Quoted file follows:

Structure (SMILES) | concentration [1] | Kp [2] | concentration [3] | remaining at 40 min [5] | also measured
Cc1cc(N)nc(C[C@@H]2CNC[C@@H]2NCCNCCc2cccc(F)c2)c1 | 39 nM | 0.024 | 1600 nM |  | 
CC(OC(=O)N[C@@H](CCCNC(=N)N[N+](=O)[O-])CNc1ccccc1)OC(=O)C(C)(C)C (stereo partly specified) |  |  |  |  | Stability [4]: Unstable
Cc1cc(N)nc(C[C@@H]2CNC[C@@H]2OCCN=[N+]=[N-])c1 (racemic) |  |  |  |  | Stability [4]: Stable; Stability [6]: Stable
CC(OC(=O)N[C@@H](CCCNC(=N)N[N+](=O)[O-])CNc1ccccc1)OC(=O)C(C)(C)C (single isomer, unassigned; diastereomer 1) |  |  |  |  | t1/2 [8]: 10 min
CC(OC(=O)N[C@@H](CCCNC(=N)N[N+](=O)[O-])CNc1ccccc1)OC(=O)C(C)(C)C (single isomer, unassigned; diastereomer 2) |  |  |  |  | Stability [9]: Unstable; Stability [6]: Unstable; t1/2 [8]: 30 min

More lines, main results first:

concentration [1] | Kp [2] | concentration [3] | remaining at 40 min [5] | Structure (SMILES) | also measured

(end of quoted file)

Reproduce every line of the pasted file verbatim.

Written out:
Structure (SMILES) | concentration [1] | Kp [2] | concentration [3] | remaining at 40 min [5] | also measured
Cc1cc(N)nc(C[C@@H]2CNC[C@@H]2NCCNCCc2cccc(F)c2)c1 | 39 nM | 0.024 | 1600 nM |  | 
CC(OC(=O)N[C@@H](CCCNC(=N)N[N+](=O)[O-])CNc1ccccc1)OC(=O)C(C)(C)C (stereo partly specified) |  |  |  |  | Stability [4]: Unstable
Cc1cc(N)nc(C[C@@H]2CNC[C@@H]2OCCN=[N+]=[N-])c1 (racemic) |  |  |  |  | Stability [4]: Stable; Stability [6]: Stable
CC(OC(=O)N[C@@H](CCCNC(=N)N[N+](=O)[O-])CNc1ccccc1)OC(=O)C(C)(C)C (single isomer, unassigned; diastereomer 1) |  |  |  |  | t1/2 [8]: 10 min
CC(OC(=O)N[C@@H](CCCNC(=N)N[N+](=O)[O-])CNc1ccccc1)OC(=O)C(C)(C)C (single isomer, unassigned; diastereomer 2) |  |  |  |  | Stability [9]: Unstable; Stability [6]: Unstable; t1/2 [8]: 30 min

More lines, main results first:

concentration [1] | Kp [2] | concentration [3] | remaining at 40 min [5] | Structure (SMILES) | also measured